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16 out of 18 people found the following review useful:

One of the hidden antiques from Beaconsfield Studio and Group 3 productions.

7/10
Author: Spikeopath from United Kingdom
10 November 2009

Make Me An Offer is now part of a collection of British comedies called the Long Lost Comedy Classics. A collection of films that disappeared off the radar but now having been re-found, have been transfered to DVD courtesy of Hollywood Classics LTD. Others in the collection are The Love Match, Orders Are Orders, Time Gentlemen Please, John & Julie and Miss Robin Hood.

It's with much happiness that I, a proud British man, am the first person to post a review of this delightful Peter Finch starrer, Make Me An Offer.

The story sees Peter Finch as Charlie, who having as as a boy fell in love with a Portland Vase during a trip to a museum, takes up his calling in life as an antiques dealer. However, we find Charlie in adulthood struggling to make the business work, he mopes around grumbling about the poverty line; grumbling that heaps further strain on his marriage and ability to run a steady home. But an answer to all his problems may have landed in his lap with a chance meeting with flamed haired Nicky (Adrienne Corri). For during a wander around the cottage she dwells in, Charlie spies his Holy Grail, but if he thought that Nicky was just a pretty face, and ripe for a picking, well he's in for a little more than he bargained for.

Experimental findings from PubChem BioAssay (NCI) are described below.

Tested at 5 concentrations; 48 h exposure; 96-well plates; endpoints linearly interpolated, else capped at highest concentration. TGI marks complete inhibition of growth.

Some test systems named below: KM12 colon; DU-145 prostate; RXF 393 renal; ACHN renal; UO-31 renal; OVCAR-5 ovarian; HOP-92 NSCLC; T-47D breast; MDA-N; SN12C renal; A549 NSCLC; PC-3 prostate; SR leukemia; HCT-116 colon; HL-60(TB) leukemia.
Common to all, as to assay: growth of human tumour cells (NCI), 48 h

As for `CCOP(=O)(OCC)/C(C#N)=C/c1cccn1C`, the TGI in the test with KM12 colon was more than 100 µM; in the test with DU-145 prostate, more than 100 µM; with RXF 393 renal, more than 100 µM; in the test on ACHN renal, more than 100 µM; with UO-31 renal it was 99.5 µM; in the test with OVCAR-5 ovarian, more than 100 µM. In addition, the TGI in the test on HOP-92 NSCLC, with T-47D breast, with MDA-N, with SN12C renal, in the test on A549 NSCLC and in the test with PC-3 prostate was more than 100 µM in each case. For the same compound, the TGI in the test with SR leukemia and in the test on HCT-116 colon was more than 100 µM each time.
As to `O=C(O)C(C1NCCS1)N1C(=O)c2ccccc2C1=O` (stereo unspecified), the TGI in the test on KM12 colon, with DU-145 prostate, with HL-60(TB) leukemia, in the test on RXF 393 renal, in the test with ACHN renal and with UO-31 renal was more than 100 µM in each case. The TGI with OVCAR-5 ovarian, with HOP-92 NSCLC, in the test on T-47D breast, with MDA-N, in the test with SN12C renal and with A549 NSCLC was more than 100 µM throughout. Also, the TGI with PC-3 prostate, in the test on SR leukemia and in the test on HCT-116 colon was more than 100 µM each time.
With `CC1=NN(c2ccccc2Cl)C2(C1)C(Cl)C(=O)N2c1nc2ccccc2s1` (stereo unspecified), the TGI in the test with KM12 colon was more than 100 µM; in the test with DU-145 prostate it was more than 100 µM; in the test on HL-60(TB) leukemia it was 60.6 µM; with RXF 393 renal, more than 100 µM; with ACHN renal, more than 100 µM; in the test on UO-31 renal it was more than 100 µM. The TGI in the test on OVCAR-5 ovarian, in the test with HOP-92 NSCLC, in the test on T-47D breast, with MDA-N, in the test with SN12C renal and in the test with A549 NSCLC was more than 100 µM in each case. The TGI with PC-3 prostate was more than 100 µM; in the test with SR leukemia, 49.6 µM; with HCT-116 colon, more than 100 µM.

Directed by Cyril Frankel (director of School For Scoundrels after Robert Hamer was fired for his drinking problems), Make Me An Offer is adapted from the novel written by Wolf Mankowitz (who inputs additional dialogue to the screenplay from W.P. Lipscomb). Joining Finch and Corri in the cast are Ernest Thesiger, Wilfrid Lawson, Alfie Bass, Rosalie Crutchley & Finlay Currie. Whilst Richard O'Sullivan, future star of British sit-coms like Man About The House & Robin's Nest, appears as Charlie the boy. Filmed in Eastman Colour, the film has a charm that wistfully takes us back to a charming part of England when folk made the most of what they had. A time when dreams, no matter how far away they were, were still a beacon of hope to drive people on. Set as it is in the antiques business, money is naturally an overriding factor, but although Charlie {Finch effervescent} yearns to provide his wife Bella (Crutchley) with a fur coat he has long since promised her, monetary gain is not the issue here. Realisation of dreams and a love of art, particularly during a poverty stricken time, is what drives Make Me An Offer forward. The comedy is mixed with nice touches of poignancy, and during its last quarter auction sequences the film boasts excellent writing as a ringer operation involving many characters starts to unfold. To which we move to a finale that personally had me grinning from ear to ear.

As for the DVD? The transfer is very good, there's some fluctuation in colour and the sound mix has the odd crackle and pop, but there's nothing for anyone to worry about in the context of enjoying an old movie. So for anyone interested in 50s British cinema, particularly from the comedy genre, this film, as well as the rest in the set, is essential viewing. 7.5/10

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Some judicious trimming of Finch's role would have helped!

7/10
Author: JohnHowardReid
3 March 2016

*** This review may contain spoilers ***